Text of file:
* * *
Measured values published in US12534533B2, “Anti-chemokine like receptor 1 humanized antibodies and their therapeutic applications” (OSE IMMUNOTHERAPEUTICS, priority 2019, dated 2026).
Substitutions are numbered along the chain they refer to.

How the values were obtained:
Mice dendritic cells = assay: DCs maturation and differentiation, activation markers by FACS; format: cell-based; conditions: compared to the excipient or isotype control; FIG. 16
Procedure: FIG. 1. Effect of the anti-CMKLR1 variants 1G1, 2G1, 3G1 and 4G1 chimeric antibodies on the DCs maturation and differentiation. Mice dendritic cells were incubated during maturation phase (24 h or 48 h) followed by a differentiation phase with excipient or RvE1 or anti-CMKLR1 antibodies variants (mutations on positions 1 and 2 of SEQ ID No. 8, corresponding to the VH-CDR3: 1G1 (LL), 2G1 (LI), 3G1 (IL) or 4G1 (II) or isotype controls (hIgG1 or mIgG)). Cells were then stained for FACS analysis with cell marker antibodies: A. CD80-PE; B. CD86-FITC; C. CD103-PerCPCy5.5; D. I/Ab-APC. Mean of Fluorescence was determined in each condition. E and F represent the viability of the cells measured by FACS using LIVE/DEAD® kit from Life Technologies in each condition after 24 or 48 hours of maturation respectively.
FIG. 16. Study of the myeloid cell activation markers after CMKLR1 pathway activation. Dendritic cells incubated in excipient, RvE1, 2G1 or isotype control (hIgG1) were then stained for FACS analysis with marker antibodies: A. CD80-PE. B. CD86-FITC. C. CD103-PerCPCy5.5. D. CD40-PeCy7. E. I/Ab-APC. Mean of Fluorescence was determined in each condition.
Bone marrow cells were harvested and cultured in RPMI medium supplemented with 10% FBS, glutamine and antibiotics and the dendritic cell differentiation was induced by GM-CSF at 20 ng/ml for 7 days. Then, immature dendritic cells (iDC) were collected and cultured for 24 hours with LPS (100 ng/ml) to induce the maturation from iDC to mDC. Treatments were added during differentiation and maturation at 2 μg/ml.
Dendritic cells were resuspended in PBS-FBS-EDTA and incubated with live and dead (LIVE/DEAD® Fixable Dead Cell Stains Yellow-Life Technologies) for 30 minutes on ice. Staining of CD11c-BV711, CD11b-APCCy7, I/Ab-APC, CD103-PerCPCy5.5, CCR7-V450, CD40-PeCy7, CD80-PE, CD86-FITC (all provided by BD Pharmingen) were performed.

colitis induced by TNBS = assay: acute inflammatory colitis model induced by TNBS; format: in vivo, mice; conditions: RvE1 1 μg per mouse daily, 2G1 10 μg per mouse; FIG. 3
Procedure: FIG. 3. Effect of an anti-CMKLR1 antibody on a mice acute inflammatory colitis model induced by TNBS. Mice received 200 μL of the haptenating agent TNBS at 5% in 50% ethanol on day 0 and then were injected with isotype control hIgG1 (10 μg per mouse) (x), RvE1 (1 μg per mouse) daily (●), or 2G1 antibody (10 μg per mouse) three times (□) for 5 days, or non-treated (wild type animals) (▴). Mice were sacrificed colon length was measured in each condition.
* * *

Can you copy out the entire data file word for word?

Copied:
Measured values published in US12534533B2, “Anti-chemokine like receptor 1 humanized antibodies and their therapeutic applications” (OSE IMMUNOTHERAPEUTICS, priority 2019, dated 2026).
Substitutions are numbered along the chain they refer to.

How the values were obtained:
Mice dendritic cells = assay: DCs maturation and differentiation, activation markers by FACS; format: cell-based; conditions: compared to the excipient or isotype control; FIG. 16
Procedure: FIG. 1. Effect of the anti-CMKLR1 variants 1G1, 2G1, 3G1 and 4G1 chimeric antibodies on the DCs maturation and differentiation. Mice dendritic cells were incubated during maturation phase (24 h or 48 h) followed by a differentiation phase with excipient or RvE1 or anti-CMKLR1 antibodies variants (mutations on positions 1 and 2 of SEQ ID No. 8, corresponding to the VH-CDR3: 1G1 (LL), 2G1 (LI), 3G1 (IL) or 4G1 (II) or isotype controls (hIgG1 or mIgG)). Cells were then stained for FACS analysis with cell marker antibodies: A. CD80-PE; B. CD86-FITC; C. CD103-PerCPCy5.5; D. I/Ab-APC. Mean of Fluorescence was determined in each condition. E and F represent the viability of the cells measured by FACS using LIVE/DEAD® kit from Life Technologies in each condition after 24 or 48 hours of maturation respectively.
FIG. 16. Study of the myeloid cell activation markers after CMKLR1 pathway activation. Dendritic cells incubated in excipient, RvE1, 2G1 or isotype control (hIgG1) were then stained for FACS analysis with marker antibodies: A. CD80-PE. B. CD86-FITC. C. CD103-PerCPCy5.5. D. CD40-PeCy7. E. I/Ab-APC. Mean of Fluorescence was determined in each condition.
Bone marrow cells were harvested and cultured in RPMI medium supplemented with 10% FBS, glutamine and antibiotics and the dendritic cell differentiation was induced by GM-CSF at 20 ng/ml for 7 days. Then, immature dendritic cells (iDC) were collected and cultured for 24 hours with LPS (100 ng/ml) to induce the maturation from iDC to mDC. Treatments were added during differentiation and maturation at 2 μg/ml.
Dendritic cells were resuspended in PBS-FBS-EDTA and incubated with live and dead (LIVE/DEAD® Fixable Dead Cell Stains Yellow-Life Technologies) for 30 minutes on ice. Staining of CD11c-BV711, CD11b-APCCy7, I/Ab-APC, CD103-PerCPCy5.5, CCR7-V450, CD40-PeCy7, CD80-PE, CD86-FITC (all provided by BD Pharmingen) were performed.

colitis induced by TNBS = assay: acute inflammatory colitis model induced by TNBS; format: in vivo, mice; conditions: RvE1 1 μg per mouse daily, 2G1 10 μg per mouse; FIG. 3
Procedure: FIG. 3. Effect of an anti-CMKLR1 antibody on a mice acute inflammatory colitis model induced by TNBS. Mice received 200 μL of the haptenating agent TNBS at 5% in 50% ethanol on day 0 and then were injected with isotype control hIgG1 (10 μg per mouse) (x), RvE1 (1 μg per mouse) daily (●), or 2G1 antibody (10 μg per mouse) three times (□) for 5 days, or non-treated (wild type animals) (▴). Mice were sacrificed colon length was measured in each condition.